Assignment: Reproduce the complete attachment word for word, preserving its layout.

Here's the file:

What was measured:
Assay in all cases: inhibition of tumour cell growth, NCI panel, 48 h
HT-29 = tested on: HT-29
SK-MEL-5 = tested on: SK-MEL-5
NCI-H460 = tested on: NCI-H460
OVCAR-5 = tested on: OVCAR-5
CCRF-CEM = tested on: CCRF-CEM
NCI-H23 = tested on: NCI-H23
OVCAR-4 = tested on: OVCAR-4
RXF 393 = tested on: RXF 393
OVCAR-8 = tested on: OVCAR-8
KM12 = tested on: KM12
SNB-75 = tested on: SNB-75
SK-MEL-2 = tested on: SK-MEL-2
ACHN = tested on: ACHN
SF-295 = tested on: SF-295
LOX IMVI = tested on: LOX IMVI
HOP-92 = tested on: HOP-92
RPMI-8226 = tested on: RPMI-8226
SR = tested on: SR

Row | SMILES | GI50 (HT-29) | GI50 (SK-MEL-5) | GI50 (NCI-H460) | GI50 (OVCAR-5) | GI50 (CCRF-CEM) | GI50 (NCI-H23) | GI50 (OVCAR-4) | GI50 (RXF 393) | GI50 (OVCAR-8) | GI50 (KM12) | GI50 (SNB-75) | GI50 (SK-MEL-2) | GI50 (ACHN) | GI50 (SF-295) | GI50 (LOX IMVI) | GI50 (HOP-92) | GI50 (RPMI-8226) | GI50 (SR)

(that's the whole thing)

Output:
What was measured:
Assay in all cases: inhibition of tumour cell growth, NCI panel, 48 h
HT-29 = tested on: HT-29
SK-MEL-5 = tested on: SK-MEL-5
NCI-H460 = tested on: NCI-H460
OVCAR-5 = tested on: OVCAR-5
CCRF-CEM = tested on: CCRF-CEM
NCI-H23 = tested on: NCI-H23
OVCAR-4 = tested on: OVCAR-4
RXF 393 = tested on: RXF 393
OVCAR-8 = tested on: OVCAR-8
KM12 = tested on: KM12
SNB-75 = tested on: SNB-75
SK-MEL-2 = tested on: SK-MEL-2
ACHN = tested on: ACHN
SF-295 = tested on: SF-295
LOX IMVI = tested on: LOX IMVI
HOP-92 = tested on: HOP-92
RPMI-8226 = tested on: RPMI-8226
SR = tested on: SR

Row | SMILES | GI50 (HT-29) | GI50 (SK-MEL-5) | GI50 (NCI-H460) | GI50 (OVCAR-5) | GI50 (CCRF-CEM) | GI50 (NCI-H23) | GI50 (OVCAR-4) | GI50 (RXF 393) | GI50 (OVCAR-8) | GI50 (KM12) | GI50 (SNB-75) | GI50 (SK-MEL-2) | GI50 (ACHN) | GI50 (SF-295) | GI50 (LOX IMVI) | GI50 (HOP-92) | GI50 (RPMI-8226) | GI50 (SR)